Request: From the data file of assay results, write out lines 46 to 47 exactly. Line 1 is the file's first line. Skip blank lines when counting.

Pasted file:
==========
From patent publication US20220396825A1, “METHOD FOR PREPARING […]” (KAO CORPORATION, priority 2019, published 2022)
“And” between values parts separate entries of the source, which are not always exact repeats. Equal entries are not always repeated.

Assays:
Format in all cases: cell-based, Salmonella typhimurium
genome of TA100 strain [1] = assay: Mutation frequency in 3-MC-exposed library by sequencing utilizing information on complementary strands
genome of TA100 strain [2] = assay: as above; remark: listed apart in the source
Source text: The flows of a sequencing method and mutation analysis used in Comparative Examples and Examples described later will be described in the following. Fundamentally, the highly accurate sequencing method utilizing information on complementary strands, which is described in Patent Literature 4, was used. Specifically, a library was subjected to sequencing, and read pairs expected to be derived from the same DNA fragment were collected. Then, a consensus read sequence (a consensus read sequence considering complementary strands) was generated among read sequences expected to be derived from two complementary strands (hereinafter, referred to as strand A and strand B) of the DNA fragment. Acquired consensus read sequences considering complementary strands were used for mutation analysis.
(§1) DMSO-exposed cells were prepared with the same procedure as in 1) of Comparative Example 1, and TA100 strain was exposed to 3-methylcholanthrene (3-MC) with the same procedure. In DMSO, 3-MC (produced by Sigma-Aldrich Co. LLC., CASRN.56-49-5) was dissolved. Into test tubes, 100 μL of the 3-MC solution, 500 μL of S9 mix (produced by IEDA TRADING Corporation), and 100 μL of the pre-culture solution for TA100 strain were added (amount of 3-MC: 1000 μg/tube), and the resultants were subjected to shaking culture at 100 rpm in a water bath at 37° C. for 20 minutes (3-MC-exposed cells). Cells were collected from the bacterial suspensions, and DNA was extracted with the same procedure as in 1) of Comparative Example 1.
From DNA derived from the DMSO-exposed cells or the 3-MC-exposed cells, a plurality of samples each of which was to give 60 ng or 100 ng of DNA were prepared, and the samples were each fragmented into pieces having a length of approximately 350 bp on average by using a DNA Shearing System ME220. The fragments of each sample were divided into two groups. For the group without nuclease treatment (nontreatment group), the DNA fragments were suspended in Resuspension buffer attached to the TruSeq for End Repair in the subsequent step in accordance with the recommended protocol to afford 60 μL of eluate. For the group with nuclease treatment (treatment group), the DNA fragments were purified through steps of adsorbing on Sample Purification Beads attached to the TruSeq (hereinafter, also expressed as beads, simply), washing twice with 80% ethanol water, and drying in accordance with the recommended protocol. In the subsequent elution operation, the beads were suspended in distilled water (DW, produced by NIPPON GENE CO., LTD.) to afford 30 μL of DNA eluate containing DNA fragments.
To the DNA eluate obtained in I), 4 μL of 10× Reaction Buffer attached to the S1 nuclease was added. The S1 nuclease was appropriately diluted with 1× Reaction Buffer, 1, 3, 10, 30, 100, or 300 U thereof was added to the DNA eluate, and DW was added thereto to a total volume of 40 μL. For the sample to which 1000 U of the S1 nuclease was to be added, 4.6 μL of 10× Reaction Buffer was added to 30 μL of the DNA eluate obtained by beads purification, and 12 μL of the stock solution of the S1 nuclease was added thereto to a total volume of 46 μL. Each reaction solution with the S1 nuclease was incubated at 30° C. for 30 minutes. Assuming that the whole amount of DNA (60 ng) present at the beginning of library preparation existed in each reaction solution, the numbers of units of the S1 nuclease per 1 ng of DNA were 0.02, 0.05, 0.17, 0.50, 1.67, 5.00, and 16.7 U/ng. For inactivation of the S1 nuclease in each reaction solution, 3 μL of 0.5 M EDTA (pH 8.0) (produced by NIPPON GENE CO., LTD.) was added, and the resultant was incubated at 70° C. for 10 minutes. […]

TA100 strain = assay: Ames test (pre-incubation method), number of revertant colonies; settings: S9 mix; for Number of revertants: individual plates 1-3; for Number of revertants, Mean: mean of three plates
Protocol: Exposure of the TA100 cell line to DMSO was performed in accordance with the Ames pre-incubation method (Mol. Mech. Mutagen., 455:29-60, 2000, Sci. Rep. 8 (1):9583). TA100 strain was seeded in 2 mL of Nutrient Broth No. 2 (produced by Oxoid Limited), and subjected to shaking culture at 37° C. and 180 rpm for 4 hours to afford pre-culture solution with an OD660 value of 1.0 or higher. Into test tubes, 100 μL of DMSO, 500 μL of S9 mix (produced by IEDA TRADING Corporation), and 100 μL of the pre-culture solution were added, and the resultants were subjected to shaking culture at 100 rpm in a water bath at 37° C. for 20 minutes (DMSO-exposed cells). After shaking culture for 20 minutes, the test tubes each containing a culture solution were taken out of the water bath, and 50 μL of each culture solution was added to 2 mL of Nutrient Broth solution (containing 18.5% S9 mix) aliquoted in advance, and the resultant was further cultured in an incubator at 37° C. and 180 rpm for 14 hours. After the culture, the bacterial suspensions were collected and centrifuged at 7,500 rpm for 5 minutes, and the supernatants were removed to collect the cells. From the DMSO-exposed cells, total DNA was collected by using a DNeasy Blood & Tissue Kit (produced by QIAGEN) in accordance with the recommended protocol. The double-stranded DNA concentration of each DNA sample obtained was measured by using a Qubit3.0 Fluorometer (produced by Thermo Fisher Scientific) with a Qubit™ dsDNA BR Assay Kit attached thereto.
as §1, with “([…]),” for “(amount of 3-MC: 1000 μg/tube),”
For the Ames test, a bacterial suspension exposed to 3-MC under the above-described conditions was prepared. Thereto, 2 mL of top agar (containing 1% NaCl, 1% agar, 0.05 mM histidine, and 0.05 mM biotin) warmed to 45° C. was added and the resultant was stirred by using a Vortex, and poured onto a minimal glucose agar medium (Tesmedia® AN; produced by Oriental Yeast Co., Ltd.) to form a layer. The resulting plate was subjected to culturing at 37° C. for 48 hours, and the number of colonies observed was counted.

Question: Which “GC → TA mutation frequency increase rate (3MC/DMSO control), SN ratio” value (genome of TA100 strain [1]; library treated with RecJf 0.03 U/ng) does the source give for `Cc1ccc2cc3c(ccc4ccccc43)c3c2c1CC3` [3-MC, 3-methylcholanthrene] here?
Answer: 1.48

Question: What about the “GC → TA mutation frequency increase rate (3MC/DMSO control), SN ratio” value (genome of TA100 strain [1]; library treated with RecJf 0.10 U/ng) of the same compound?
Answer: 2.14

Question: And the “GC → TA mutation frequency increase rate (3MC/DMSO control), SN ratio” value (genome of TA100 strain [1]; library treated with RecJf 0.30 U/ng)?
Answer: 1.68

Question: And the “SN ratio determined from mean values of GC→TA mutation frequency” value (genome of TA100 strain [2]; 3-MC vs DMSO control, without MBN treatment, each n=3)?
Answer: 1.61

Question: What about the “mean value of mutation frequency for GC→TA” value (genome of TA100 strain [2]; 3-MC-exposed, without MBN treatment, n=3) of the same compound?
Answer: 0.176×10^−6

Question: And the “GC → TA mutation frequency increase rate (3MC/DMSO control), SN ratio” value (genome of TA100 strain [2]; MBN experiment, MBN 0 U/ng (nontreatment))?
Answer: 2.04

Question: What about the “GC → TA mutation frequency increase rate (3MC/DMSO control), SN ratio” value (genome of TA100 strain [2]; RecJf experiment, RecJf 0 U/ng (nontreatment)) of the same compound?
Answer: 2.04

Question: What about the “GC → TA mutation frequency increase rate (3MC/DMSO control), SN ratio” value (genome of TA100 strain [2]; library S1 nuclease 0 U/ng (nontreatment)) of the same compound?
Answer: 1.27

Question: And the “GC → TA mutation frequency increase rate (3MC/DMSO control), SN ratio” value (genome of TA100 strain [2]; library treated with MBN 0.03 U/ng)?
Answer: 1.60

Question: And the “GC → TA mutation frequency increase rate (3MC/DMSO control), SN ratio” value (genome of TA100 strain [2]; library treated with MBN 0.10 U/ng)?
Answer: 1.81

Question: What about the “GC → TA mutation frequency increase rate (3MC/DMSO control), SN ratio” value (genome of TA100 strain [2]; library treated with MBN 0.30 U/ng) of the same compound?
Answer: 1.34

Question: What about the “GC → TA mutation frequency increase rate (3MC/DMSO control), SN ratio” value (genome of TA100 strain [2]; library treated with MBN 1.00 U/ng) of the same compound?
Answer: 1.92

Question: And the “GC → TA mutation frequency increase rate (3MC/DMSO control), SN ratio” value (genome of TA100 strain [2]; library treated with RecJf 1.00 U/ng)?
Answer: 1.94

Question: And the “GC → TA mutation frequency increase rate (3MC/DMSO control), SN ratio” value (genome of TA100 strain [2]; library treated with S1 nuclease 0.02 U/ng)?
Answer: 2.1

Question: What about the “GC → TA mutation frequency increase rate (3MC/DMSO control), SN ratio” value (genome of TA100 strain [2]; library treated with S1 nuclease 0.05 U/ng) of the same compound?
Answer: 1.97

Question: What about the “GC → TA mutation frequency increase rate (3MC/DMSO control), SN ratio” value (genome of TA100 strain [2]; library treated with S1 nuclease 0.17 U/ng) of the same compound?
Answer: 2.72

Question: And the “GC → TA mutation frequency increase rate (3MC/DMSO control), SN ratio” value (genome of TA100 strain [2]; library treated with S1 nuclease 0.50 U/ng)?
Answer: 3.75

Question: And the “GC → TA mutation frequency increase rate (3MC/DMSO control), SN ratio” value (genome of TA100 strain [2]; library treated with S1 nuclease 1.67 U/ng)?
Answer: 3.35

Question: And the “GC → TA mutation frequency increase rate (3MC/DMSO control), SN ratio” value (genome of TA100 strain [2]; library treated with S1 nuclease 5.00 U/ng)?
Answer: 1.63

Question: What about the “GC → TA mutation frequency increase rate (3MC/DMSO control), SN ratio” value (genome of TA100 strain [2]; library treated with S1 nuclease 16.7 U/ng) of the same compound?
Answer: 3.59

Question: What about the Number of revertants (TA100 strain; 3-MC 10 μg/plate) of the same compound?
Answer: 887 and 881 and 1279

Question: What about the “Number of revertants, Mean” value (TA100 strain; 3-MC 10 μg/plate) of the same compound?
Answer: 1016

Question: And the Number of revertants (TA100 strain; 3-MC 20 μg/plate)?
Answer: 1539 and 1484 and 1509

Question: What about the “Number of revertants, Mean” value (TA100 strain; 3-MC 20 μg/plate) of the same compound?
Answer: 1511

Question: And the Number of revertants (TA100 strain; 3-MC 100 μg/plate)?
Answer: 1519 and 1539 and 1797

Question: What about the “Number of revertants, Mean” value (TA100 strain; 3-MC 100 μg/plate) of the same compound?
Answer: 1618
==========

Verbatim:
Answer: 2.72

Question: And the “GC → TA mutation frequency increase rate (3MC/DMSO control), SN ratio” value (genome of TA100 strain [2]; library treated with S1 nuclease 0.50 U/ng)?